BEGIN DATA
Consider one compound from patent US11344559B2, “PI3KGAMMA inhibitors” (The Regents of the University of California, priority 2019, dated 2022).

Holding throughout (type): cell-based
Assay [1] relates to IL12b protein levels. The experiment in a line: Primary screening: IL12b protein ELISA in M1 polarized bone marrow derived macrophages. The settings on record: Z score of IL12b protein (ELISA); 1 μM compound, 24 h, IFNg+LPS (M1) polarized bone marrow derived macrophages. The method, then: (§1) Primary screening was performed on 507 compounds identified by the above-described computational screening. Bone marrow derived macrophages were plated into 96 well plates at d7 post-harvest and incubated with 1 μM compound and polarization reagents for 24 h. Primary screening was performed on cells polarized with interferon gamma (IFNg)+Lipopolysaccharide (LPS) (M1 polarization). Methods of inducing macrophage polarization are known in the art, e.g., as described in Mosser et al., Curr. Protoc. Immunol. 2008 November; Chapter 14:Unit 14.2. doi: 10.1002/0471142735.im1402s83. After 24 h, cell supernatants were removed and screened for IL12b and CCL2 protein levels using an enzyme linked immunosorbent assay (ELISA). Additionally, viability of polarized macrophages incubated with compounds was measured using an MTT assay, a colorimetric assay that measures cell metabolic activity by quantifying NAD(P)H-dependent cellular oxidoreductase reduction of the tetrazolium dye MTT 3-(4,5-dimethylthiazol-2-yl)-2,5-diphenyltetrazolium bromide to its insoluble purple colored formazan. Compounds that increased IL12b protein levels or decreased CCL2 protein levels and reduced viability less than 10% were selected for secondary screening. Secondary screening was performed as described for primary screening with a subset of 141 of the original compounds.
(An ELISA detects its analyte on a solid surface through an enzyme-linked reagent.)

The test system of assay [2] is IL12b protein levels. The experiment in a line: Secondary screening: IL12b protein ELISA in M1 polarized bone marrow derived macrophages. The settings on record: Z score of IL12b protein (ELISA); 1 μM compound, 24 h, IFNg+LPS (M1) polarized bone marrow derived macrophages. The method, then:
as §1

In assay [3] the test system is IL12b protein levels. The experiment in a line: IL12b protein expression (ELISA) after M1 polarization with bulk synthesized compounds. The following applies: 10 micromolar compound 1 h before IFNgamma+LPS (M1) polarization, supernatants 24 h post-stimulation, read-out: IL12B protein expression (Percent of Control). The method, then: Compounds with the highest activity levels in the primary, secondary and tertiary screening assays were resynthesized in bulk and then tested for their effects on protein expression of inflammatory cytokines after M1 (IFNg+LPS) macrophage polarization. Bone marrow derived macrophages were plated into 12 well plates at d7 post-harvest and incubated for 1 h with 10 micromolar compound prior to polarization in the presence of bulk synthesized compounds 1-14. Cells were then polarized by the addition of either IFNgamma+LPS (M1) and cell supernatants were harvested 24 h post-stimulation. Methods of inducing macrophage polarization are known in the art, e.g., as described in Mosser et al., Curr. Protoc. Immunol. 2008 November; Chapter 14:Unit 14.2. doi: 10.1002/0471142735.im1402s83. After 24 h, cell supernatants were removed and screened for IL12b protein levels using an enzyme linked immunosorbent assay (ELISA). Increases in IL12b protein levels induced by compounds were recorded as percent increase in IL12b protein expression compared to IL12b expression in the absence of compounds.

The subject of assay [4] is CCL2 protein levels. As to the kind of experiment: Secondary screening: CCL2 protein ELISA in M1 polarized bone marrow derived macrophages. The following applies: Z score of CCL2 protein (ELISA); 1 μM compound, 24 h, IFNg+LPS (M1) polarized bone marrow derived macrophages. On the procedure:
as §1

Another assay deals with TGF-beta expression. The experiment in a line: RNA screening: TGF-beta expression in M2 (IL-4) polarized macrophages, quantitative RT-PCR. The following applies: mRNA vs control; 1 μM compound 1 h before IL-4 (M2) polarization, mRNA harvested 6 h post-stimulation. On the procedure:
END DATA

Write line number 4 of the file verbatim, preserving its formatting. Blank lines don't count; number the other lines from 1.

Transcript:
(An ELISA detects its analyte on a solid surface through an enzyme-linked reagent.)